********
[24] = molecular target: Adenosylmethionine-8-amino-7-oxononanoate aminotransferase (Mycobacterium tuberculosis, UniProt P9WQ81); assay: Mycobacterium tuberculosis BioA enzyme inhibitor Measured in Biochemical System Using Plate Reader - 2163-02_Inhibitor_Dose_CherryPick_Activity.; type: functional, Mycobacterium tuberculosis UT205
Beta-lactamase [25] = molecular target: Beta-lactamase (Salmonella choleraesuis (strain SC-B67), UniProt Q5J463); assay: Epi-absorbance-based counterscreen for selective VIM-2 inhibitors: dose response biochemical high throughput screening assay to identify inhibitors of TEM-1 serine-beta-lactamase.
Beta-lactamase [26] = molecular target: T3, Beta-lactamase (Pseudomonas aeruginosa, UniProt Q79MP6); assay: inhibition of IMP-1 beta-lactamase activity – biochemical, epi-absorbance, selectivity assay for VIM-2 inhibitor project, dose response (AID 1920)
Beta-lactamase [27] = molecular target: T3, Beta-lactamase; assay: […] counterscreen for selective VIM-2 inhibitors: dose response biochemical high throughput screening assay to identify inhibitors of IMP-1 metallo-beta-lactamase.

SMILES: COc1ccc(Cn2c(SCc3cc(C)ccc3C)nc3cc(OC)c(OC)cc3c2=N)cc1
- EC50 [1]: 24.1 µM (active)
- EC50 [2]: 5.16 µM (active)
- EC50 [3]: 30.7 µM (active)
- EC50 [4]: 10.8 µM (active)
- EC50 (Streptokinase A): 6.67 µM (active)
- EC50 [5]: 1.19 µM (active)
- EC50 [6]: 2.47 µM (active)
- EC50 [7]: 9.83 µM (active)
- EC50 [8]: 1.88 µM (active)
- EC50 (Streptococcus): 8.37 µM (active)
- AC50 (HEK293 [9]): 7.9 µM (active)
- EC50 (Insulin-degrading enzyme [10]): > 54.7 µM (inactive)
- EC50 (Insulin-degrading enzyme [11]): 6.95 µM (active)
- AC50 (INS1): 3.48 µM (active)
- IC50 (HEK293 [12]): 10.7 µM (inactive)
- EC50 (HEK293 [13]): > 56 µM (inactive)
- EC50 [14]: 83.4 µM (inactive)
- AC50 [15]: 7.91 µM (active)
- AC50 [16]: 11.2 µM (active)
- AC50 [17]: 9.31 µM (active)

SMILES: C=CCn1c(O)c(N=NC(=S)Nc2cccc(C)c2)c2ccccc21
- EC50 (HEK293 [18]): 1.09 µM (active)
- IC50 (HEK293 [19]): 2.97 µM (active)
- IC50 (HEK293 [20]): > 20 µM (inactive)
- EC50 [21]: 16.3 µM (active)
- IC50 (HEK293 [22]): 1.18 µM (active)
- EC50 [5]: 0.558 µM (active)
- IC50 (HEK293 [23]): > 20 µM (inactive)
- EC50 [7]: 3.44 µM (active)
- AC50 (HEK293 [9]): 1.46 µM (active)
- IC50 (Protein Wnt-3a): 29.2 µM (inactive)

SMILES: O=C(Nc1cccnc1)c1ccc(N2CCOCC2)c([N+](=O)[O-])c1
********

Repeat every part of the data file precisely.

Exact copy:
[24] = molecular target: Adenosylmethionine-8-amino-7-oxononanoate aminotransferase (Mycobacterium tuberculosis, UniProt P9WQ81); assay: Mycobacterium tuberculosis BioA enzyme inhibitor Measured in Biochemical System Using Plate Reader - 2163-02_Inhibitor_Dose_CherryPick_Activity.; type: functional, Mycobacterium tuberculosis UT205
Beta-lactamase [25] = molecular target: Beta-lactamase (Salmonella choleraesuis (strain SC-B67), UniProt Q5J463); assay: Epi-absorbance-based counterscreen for selective VIM-2 inhibitors: dose response biochemical high throughput screening assay to identify inhibitors of TEM-1 serine-beta-lactamase.
Beta-lactamase [26] = molecular target: T3, Beta-lactamase (Pseudomonas aeruginosa, UniProt Q79MP6); assay: inhibition of IMP-1 beta-lactamase activity – biochemical, epi-absorbance, selectivity assay for VIM-2 inhibitor project, dose response (AID 1920)
Beta-lactamase [27] = molecular target: T3, Beta-lactamase; assay: […] counterscreen for selective VIM-2 inhibitors: dose response biochemical high throughput screening assay to identify inhibitors of IMP-1 metallo-beta-lactamase.

SMILES: COc1ccc(Cn2c(SCc3cc(C)ccc3C)nc3cc(OC)c(OC)cc3c2=N)cc1
- EC50 [1]: 24.1 µM (active)
- EC50 [2]: 5.16 µM (active)
- EC50 [3]: 30.7 µM (active)
- EC50 [4]: 10.8 µM (active)
- EC50 (Streptokinase A): 6.67 µM (active)
- EC50 [5]: 1.19 µM (active)
- EC50 [6]: 2.47 µM (active)
- EC50 [7]: 9.83 µM (active)
- EC50 [8]: 1.88 µM (active)
- EC50 (Streptococcus): 8.37 µM (active)
- AC50 (HEK293 [9]): 7.9 µM (active)
- EC50 (Insulin-degrading enzyme [10]): > 54.7 µM (inactive)
- EC50 (Insulin-degrading enzyme [11]): 6.95 µM (active)
- AC50 (INS1): 3.48 µM (active)
- IC50 (HEK293 [12]): 10.7 µM (inactive)
- EC50 (HEK293 [13]): > 56 µM (inactive)
- EC50 [14]: 83.4 µM (inactive)
- AC50 [15]: 7.91 µM (active)
- AC50 [16]: 11.2 µM (active)
- AC50 [17]: 9.31 µM (active)

SMILES: C=CCn1c(O)c(N=NC(=S)Nc2cccc(C)c2)c2ccccc21
- EC50 (HEK293 [18]): 1.09 µM (active)
- IC50 (HEK293 [19]): 2.97 µM (active)
- IC50 (HEK293 [20]): > 20 µM (inactive)
- EC50 [21]: 16.3 µM (active)
- IC50 (HEK293 [22]): 1.18 µM (active)
- EC50 [5]: 0.558 µM (active)
- IC50 (HEK293 [23]): > 20 µM (inactive)
- EC50 [7]: 3.44 µM (active)
- AC50 (HEK293 [9]): 1.46 µM (active)
- IC50 (Protein Wnt-3a): 29.2 µM (inactive)

SMILES: O=C(Nc1cccnc1)c1ccc(N2CCOCC2)c([N+](=O)[O-])c1